What are the possible penalties for violating COPPA?

The Rule allows for civil penalties of up to $42,530 per violation, but the FTC considers a number of factors in determining the appropriate amount, including a company’s financial condition and the impact a penalty could have on its ability to stay in business. While Google and YouTube paid $170 million, in another COPPA case settled this year, the operator paid a total civil penalty of $35,000.

Isn’t the FTC taking another look at the COPPA Rule?

Yes, the FTC is currently evaluating the Rule in light of rapid changes in technology. If you would like to comment on the effectiveness of the COPPA Rule and whether changes are needed, the FTC has extended the comment deadline to December 9, 2019.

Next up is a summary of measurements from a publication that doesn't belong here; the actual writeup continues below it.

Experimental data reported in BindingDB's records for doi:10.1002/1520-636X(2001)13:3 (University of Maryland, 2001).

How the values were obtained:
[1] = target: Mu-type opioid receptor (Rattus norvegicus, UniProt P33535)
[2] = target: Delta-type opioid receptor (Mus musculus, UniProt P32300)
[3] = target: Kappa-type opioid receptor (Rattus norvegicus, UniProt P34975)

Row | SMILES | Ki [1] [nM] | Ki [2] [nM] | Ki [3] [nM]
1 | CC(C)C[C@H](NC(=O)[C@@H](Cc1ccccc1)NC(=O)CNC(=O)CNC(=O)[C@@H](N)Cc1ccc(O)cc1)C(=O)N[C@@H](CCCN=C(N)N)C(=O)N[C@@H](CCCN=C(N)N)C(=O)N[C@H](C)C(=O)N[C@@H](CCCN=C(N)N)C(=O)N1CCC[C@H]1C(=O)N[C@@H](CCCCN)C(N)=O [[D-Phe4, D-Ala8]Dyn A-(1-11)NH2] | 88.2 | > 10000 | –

Where can channel owners go for more information?

A look at the factors in the COPPA Rule will help most channel owners determine if their content is directed to children. If you’re still unsure about how COPPA applies to you, consider contacting an attorney or consulting with one of the COPPA Safe Harbor programs – self-regulatory groups that offer guidance on how operators can comply with the law. Visit the FTC’s website for a list of currently approved Safe Harbor organizations. For more resources, visit the FTC’s Children’s Privacy page for our Six-Step Compliance Plan for Your Business.